Why metric is better
Computer programs enable people to collect, manipulate and store data. Data can be in many forms – text, numbers, pictures, music and so on. The most common form of numeric data is money. It is no accident therefore that decimalisation occurred as the computer revolution was gathering pace.
I wrote my first computer program as a student in 1969 and the British currency was decimalised in 1971 – 14 years after India, 10 years after South Africa, 5 years after Australia. Britain was in fact the last major country to decimalise her currency. I shudder to think of the extra programming work (not to mention bugs) that occurred during the last years of pounds, shillings and pence.
I recently wrote a computer system to record the progress in children’s development. Fortunately it is a legal requirement that all medical records in Britain now use metric units, otherwise consider the problems that I would have had. Traditionally the weight of a baby was given in pounds and ounces and its length in inches. The weight of an adult (or a teenager) was traditionally given in stones and pounds and the person’s height in feet and inches. When exactly should the program start using stones and pounds rather than just pounds or pounds and ounces?
Likewise, when should the program start using feet and inches rather than just inches? If a graph of the child’s development was being plotted, what should the axes be in – inches, feet and inches or decimals of a foot? Likewise, should weight be shown in pounds, in stones and pounds or in stones and decimals of a stone? All basic computer systems have the ability to handle numbers in decimal format but writing special pieces of code to display feet and inches or stones and pounds is expensive. The metric system combines the simplicity of a decimal system and in addition gives an easy transition from “smaller” to “larger” units. A baby’s birth weight would typically be recorded as 3500 g, but this easily converts to 3.5 kg. Similarly, a birth length of 60 cm easily converts into a height of 0.6 m. These simple conversions are not possible with the imperial system.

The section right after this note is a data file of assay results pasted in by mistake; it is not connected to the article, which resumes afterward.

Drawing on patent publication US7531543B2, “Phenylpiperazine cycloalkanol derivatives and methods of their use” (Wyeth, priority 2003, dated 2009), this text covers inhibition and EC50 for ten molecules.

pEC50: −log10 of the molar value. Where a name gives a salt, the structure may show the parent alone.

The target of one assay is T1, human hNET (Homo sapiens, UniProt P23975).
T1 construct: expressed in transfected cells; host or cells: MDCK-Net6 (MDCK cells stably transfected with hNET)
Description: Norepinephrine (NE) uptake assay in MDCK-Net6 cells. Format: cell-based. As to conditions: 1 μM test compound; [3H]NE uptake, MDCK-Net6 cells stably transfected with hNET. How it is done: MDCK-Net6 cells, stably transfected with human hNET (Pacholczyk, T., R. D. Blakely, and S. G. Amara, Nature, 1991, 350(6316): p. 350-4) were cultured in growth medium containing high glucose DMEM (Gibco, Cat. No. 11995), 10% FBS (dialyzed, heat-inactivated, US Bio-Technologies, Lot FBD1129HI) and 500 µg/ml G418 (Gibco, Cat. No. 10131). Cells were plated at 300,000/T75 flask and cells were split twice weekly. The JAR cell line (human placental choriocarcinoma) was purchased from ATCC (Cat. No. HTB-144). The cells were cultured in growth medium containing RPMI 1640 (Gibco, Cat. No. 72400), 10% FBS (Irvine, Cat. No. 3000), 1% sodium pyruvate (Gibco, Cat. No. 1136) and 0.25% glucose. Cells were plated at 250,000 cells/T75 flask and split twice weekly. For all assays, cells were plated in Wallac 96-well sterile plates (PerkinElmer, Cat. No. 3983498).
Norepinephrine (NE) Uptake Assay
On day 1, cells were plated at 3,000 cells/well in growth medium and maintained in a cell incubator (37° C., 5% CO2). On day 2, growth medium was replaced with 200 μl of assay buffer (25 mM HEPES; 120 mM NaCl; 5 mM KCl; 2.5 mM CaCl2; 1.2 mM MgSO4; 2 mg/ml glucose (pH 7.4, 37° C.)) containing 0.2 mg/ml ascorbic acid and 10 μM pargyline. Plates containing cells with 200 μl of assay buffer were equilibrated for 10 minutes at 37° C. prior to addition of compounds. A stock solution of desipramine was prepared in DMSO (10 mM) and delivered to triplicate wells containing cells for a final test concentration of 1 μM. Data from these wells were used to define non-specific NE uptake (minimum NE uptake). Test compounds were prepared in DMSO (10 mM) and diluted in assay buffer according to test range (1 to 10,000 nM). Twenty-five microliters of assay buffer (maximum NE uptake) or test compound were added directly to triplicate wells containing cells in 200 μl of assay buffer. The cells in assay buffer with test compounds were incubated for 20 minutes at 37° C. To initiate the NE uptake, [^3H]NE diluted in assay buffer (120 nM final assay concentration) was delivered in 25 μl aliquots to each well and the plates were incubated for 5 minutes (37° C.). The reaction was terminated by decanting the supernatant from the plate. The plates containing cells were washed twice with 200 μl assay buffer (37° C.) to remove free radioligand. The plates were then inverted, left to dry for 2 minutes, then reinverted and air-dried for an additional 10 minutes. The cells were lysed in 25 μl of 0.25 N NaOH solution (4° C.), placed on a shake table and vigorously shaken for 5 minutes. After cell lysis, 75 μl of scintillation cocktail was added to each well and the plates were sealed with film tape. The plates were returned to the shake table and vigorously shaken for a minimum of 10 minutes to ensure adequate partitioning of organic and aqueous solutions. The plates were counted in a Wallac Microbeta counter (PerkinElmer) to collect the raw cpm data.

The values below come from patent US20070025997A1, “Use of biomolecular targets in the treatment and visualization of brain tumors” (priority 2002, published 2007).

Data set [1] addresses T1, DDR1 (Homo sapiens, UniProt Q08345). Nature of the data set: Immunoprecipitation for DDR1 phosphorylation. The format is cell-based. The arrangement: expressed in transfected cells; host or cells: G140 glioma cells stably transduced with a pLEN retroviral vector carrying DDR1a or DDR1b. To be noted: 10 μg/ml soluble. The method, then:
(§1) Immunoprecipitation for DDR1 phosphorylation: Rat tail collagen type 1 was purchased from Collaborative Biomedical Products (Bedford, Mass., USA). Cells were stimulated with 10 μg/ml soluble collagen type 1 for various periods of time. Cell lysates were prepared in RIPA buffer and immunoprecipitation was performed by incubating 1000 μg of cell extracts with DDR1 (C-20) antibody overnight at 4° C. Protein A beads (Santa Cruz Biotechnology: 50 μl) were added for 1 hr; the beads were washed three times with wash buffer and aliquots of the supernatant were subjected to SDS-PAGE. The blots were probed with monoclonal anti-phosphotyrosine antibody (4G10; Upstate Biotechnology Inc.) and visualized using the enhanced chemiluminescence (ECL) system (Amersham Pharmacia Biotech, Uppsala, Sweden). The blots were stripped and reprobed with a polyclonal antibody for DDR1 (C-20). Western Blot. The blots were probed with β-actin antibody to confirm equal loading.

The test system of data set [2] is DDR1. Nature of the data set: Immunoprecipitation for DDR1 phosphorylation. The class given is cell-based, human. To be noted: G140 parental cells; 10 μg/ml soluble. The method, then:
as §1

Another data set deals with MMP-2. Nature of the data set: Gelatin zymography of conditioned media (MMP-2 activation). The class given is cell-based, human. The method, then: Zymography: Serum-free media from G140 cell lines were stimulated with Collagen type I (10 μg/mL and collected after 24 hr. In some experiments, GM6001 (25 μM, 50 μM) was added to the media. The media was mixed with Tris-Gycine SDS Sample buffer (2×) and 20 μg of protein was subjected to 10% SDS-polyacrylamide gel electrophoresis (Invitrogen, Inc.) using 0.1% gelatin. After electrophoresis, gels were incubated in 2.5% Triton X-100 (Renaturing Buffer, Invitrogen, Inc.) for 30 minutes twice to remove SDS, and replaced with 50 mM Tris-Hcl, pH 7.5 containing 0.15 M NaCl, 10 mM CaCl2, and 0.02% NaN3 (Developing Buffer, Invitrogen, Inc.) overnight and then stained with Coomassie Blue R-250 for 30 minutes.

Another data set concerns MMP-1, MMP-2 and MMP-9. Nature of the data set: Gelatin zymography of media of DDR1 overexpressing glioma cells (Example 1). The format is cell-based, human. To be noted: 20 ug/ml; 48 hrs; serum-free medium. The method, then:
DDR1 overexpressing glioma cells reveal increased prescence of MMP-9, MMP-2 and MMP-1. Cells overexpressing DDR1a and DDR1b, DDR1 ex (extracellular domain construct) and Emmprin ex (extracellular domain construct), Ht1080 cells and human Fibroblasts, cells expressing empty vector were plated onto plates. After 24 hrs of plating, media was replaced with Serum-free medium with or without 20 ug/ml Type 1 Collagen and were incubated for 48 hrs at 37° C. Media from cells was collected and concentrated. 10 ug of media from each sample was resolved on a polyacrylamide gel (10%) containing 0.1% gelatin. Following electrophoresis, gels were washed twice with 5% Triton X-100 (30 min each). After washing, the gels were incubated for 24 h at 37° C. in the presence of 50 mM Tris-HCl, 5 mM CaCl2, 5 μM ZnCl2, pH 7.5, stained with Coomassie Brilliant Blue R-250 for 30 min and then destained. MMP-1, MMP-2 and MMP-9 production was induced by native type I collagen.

Martin has degrees from the Universities of Manchester and Natal, is a Chartered Information Technology Engineer and a European Engineer.